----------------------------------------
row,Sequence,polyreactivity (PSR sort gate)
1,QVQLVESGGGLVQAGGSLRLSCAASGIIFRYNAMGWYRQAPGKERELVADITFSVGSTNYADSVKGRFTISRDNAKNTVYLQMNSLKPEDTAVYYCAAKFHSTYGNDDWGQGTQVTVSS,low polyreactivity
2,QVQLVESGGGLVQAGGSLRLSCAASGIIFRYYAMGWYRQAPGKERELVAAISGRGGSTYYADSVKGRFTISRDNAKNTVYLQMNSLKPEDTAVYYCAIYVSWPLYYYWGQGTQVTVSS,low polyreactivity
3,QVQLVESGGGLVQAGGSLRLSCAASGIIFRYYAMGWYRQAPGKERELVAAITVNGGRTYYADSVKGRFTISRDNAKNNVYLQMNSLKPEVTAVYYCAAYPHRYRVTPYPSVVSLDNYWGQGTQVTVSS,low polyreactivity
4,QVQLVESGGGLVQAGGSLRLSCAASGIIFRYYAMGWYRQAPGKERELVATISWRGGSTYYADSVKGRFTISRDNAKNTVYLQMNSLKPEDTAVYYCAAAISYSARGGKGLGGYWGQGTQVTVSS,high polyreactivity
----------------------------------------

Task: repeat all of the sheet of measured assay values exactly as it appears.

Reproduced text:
row,Sequence,polyreactivity (PSR sort gate)
1,QVQLVESGGGLVQAGGSLRLSCAASGIIFRYNAMGWYRQAPGKERELVADITFSVGSTNYADSVKGRFTISRDNAKNTVYLQMNSLKPEDTAVYYCAAKFHSTYGNDDWGQGTQVTVSS,low polyreactivity
2,QVQLVESGGGLVQAGGSLRLSCAASGIIFRYYAMGWYRQAPGKERELVAAISGRGGSTYYADSVKGRFTISRDNAKNTVYLQMNSLKPEDTAVYYCAIYVSWPLYYYWGQGTQVTVSS,low polyreactivity
3,QVQLVESGGGLVQAGGSLRLSCAASGIIFRYYAMGWYRQAPGKERELVAAITVNGGRTYYADSVKGRFTISRDNAKNNVYLQMNSLKPEVTAVYYCAAYPHRYRVTPYPSVVSLDNYWGQGTQVTVSS,low polyreactivity
4,QVQLVESGGGLVQAGGSLRLSCAASGIIFRYYAMGWYRQAPGKERELVATISWRGGSTYYADSVKGRFTISRDNAKNTVYLQMNSLKPEDTAVYYCAAAISYSARGGKGLGGYWGQGTQVTVSS,high polyreactivity